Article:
In the prior post, I made a prediction about a bunch of angry stories in mainstream media re: the Obamacare tax/penalty (governmentese: shared responsibility payment)…but I forgot there was also going to be a different set of angry stories, also coming up in February: the subsidy clawback.
And the subsidy cliff, which people forget about.
This WSJ piece reminded me about the subsidy disaster (and they didn’t mention the cliff):
The first year of the Affordable Care Act is in the books, and now comes a tricky tax-filing season for millions of Americans.
The law’s requirement that most Americans carry health insurance means all filers must indicate on federal tax forms whether they had coverage last year and got tax credits to help pay for it. Those who didn’t have coverage could face a fine, although reduced staffing at the Internal Revenue Service and certain changes to the law mean the so-called individual mandate is expected to be lightly enforced this year, tax preparers say.
Translation: there is going to be a shitload of tax fraud perpetrated this year. Primarily by people claiming to have had coverage, when they didn’t.
When said simple lie will save you hundreds to thousands in tax pain, you better believe people will check the box “YES”.
But then there’s the subsidies: that’s going to be more difficult, fraud-wise.
About seven out of every eight Obamacare insurance customers who enrolled between November 15 and mid-December are poor enough to qualify for taxpayer-funded subsidies designed to lower their monthly premiums.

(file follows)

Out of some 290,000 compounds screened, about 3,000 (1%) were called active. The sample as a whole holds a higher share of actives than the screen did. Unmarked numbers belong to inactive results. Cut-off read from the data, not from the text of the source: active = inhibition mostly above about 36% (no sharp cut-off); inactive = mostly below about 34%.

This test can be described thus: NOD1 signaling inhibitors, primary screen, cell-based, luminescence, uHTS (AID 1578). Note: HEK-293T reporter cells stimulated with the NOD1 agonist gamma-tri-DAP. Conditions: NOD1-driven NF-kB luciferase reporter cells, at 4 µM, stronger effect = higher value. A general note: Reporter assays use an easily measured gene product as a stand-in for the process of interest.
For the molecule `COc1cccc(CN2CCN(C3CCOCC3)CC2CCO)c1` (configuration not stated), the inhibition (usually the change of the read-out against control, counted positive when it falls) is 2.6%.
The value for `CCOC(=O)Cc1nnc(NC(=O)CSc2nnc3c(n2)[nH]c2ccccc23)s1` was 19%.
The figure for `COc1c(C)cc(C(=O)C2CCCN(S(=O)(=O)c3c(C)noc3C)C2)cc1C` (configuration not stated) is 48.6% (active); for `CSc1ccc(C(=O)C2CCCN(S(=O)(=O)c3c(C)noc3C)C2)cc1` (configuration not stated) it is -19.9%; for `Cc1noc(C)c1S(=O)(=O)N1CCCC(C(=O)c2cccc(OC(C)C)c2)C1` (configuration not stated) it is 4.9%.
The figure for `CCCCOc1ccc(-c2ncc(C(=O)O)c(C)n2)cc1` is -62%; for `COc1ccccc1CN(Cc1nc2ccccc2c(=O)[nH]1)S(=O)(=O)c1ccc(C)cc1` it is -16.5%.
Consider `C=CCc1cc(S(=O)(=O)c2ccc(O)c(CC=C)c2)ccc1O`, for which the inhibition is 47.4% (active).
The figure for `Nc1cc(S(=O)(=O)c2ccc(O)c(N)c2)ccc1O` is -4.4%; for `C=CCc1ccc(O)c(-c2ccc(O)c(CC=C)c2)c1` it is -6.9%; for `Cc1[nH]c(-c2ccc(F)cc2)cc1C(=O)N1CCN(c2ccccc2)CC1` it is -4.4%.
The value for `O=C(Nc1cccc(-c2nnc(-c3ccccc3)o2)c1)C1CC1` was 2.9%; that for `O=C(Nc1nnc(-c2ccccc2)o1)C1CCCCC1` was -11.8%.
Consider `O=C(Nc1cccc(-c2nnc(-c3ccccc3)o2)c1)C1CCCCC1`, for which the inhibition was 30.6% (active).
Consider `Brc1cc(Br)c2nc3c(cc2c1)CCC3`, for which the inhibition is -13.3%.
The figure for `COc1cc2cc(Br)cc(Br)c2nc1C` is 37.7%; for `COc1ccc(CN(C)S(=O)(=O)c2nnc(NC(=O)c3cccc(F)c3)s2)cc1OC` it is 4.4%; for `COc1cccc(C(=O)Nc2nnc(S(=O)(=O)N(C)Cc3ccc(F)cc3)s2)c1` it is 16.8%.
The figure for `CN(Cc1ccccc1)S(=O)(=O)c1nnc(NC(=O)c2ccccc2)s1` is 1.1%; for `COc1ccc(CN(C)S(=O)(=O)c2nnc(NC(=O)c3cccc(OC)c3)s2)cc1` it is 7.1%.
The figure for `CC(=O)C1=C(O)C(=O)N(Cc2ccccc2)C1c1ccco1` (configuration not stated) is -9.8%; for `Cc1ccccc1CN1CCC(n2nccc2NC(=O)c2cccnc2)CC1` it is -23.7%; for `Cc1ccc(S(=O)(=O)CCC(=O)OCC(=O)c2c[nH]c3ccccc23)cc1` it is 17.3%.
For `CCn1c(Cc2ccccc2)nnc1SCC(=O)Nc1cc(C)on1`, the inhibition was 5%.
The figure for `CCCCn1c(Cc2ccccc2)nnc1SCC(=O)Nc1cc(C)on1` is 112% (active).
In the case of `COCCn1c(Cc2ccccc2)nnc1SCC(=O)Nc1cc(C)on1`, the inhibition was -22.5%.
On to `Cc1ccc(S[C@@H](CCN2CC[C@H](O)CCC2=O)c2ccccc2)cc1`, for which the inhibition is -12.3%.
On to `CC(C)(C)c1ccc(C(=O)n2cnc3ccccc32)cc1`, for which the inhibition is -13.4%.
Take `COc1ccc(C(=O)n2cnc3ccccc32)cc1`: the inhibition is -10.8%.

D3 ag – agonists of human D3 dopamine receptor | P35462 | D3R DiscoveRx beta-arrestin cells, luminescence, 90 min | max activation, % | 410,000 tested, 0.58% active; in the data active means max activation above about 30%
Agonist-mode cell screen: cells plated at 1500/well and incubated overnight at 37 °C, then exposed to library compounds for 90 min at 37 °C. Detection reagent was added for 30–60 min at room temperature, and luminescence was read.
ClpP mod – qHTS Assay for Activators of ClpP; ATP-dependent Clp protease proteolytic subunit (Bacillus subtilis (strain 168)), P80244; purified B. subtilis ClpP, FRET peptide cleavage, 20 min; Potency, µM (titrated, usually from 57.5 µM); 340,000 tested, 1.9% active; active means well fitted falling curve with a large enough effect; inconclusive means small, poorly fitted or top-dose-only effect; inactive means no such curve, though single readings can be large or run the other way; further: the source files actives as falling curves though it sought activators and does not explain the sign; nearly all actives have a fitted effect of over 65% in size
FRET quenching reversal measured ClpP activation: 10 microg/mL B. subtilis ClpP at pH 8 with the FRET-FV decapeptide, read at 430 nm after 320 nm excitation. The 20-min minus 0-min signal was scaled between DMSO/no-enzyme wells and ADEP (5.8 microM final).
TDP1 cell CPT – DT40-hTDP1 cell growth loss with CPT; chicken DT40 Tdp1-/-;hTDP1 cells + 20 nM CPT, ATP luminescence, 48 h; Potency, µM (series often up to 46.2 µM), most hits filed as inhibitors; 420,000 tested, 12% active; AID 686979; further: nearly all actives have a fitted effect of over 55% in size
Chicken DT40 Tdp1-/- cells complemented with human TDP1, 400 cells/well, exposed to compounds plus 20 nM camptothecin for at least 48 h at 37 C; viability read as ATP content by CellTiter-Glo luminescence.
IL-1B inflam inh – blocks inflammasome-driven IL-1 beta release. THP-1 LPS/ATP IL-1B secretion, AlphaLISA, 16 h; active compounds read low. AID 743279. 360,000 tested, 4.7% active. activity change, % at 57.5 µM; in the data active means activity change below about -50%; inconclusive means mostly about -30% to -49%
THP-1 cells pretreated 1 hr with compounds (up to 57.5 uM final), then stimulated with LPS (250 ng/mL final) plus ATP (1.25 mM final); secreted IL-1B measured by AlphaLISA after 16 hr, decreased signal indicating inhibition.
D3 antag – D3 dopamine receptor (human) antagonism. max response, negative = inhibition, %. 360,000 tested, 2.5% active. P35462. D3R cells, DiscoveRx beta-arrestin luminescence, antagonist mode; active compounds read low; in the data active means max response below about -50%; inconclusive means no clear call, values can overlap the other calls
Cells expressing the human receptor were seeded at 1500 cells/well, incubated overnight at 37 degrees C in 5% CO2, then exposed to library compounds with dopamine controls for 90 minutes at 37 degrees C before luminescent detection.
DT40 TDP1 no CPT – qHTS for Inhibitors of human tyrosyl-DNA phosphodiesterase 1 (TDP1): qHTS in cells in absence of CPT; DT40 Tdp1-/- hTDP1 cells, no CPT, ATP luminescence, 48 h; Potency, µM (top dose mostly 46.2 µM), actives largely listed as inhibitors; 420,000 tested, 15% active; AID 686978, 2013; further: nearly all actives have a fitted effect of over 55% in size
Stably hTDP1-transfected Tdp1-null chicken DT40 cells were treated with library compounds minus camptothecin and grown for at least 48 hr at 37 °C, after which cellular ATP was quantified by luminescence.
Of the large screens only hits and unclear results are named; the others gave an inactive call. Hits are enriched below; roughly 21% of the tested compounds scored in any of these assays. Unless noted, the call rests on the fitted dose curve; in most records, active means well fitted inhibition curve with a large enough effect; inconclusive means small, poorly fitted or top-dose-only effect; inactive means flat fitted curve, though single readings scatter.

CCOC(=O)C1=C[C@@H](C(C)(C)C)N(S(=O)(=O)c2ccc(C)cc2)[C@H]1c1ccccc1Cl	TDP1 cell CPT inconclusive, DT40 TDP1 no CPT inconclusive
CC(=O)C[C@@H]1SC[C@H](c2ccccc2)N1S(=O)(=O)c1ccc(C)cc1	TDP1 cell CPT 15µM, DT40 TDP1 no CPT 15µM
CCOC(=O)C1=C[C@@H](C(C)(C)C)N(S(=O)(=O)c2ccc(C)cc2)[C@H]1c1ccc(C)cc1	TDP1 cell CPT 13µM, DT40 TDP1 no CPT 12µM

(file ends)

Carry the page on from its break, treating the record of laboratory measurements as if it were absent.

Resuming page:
The Department of Health and Human Services reported that number Tuesday, saying it’s up from 80 per cent a year ago.
Americans who participate in government-brokered medical insurance can get subsidies from the federal treasury if their households earn less than four times the government’s official ‘poverty’ level.
That situation describes 64 per cent of all U.S. residents, according to the Kaiser Family Foundation. But far more are qualifying, suggesting that the Obamacare subscriber base is dramatically tilted toward low-income earners.
There are several problems with this.
First, the subsidy is also based on how much the premiums are and your income. If the premiums are low enough, you don’t get a subsidy. Who has the lowest premiums? In most states, it’s the young adults. Most states aren’t as insane as New York, where age-rated is disallowed. So it’s generally older folks who would be getting higher subsidies at the same income level.
But wait, there’s more!
You know who may be getting the most of all? Those who are just under Medicare age (age 60 – 65) who are retired. If they don’t have defined benefit pensions, then they’ve got incentive to carefully throttle their earnings.
By the way, step one penny over that subsidy cliff, and you get NO SUBSIDIES. Considering that annual premiums for older adults are pretty hefty, you could be seeing a clawback even higher than the individual mandate penalty/tax.
What are the income limits? Let’s check a table from that Daily Mail UK article.
I want to draw your attention to two numbers: where the subsidies cut off for a one-person household and where they cut off for a two-person household.